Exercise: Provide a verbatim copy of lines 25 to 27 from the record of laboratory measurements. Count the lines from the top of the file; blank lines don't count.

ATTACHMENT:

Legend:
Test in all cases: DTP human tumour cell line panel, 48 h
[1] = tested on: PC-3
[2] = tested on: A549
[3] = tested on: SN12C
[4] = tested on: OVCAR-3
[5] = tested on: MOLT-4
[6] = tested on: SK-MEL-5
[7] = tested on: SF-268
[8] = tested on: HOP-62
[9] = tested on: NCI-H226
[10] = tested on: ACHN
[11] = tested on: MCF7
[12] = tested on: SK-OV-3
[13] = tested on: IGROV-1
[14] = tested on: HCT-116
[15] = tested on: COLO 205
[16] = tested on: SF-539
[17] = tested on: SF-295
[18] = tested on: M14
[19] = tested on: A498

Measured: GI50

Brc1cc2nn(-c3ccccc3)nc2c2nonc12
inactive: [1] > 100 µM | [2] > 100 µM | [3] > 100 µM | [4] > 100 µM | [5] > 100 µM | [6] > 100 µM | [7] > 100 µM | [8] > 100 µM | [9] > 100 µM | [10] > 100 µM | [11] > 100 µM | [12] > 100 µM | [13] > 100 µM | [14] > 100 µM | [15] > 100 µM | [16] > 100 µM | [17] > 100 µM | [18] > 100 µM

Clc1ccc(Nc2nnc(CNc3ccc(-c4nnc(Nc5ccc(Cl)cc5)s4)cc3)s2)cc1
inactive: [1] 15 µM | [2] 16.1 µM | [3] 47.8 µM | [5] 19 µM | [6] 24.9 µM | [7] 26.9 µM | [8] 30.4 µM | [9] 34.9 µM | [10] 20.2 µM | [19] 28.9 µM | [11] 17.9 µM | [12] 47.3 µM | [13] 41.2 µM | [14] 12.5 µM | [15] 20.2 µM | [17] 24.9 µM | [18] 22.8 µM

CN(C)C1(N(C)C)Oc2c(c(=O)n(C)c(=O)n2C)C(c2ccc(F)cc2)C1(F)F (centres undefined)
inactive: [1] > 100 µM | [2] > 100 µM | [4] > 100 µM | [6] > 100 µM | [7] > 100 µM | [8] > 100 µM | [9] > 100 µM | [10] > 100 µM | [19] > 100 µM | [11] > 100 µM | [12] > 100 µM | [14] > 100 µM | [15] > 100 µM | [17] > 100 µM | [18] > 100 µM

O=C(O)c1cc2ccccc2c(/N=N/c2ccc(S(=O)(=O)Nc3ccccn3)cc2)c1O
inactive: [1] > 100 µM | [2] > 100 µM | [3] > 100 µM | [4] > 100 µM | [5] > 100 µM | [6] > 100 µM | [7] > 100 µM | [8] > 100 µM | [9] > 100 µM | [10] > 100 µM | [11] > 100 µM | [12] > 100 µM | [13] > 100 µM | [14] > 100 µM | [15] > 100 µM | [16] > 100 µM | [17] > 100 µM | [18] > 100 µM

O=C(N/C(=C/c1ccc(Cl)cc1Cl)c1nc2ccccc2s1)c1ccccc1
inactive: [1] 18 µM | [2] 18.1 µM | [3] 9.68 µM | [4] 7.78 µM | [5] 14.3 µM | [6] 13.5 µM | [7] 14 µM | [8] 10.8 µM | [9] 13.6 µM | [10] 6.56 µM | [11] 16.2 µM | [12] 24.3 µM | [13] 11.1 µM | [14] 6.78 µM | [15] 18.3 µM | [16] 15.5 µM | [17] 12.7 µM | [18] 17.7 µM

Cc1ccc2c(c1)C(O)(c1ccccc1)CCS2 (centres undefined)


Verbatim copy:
Clc1ccc(Nc2nnc(CNc3ccc(-c4nnc(Nc5ccc(Cl)cc5)s4)cc3)s2)cc1
inactive: [1] 15 µM | [2] 16.1 µM | [3] 47.8 µM | [5] 19 µM | [6] 24.9 µM | [7] 26.9 µM | [8] 30.4 µM | [9] 34.9 µM | [10] 20.2 µM | [19] 28.9 µM | [11] 17.9 µM | [12] 47.3 µM | [13] 41.2 µM | [14] 12.5 µM | [15] 20.2 µM | [17] 24.9 µM | [18] 22.8 µM

CN(C)C1(N(C)C)Oc2c(c(=O)n(C)c(=O)n2C)C(c2ccc(F)cc2)C1(F)F (centres undefined)